Using computer models, Silverman is getting a better understanding of how muscles contribute to movement and balance as well as energy costs and loads on joints. In her lab, she measures the human body’s motion to determine the walking challenges of those who are disabled.

Anne Silverman, assistant professor of mechanical engineering at Mines, wants to help change this, and her research is yielding some valuable information. Recently, she investigated lower-limb mechanics in individuals with an amputation. The 24 subjects she included, a little more than half of whom were amputees, had small, reflective spheres attached to their feet, ankles, shins, knees, thighs and hips. High-speed motion-capture cameras then tracked the movement of the spheres, allowing Silverman to characterize human-body motion. Silverman explains that it’s the same technology used to reproduce realistic movements for animated films and the video gaming industry.

After combining data from motion-capture and ground-force measurements, she was able to calculate the net power generated and absorbed at each joint, and so better understand how individuals with an amputation compensate during walking in the absence of a biological ankle. She also attached electrodes to her subjects’ legs to measure electrical activity in their muscles. By combining this electromyography data with other biomechanical measurements, she generated walking simulations in 3-D, which can be used to understand the roles of individual muscles and prosthetic devices in whole-body movements.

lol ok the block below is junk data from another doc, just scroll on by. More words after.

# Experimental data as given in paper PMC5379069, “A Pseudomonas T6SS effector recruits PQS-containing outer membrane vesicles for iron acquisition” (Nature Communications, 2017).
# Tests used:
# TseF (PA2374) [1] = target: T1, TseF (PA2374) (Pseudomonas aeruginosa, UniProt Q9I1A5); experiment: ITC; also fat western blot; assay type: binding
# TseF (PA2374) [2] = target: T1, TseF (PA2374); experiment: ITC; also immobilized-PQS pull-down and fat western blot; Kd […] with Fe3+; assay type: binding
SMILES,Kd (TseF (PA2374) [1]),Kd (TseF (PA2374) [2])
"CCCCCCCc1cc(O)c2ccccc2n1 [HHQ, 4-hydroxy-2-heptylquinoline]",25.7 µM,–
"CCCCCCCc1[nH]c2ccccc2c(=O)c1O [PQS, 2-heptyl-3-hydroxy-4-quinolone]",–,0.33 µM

Commended for how well her approach brings a complex, dynamic system like walking into detailed and quantifiable definition, Silverman made some unexpected findings, including how little the intact leg was used by many subjects to compensate, and how much of the heavy lifting is done by hip muscles high in the amputated leg, especially when walking at faster speeds. She was also surprised by the degree of variability. “Some people are very well-adapted, physically active individuals, others with a similar amputation actually prefer a wheelchair,” Silverman says.

IM_Silverman-4Ultimately, she hopes her work will contribute to technologies that can be widely applied in a clinical setting. She points out that the number of amputees is growing, driven by factors such as an aging population that is increasingly diagnosed with diabetes and dysvascular disease. Ironically, improved medical resources on the battlefield are a contributing factor as well, since surviving a severe injury often means living with an amputation. For these people, Silverman points out, ‘improving long-term mobility can have a tremendous impact on their lives.’

Video: Watch Anne Silverman’s presentation from Alumni Weekend.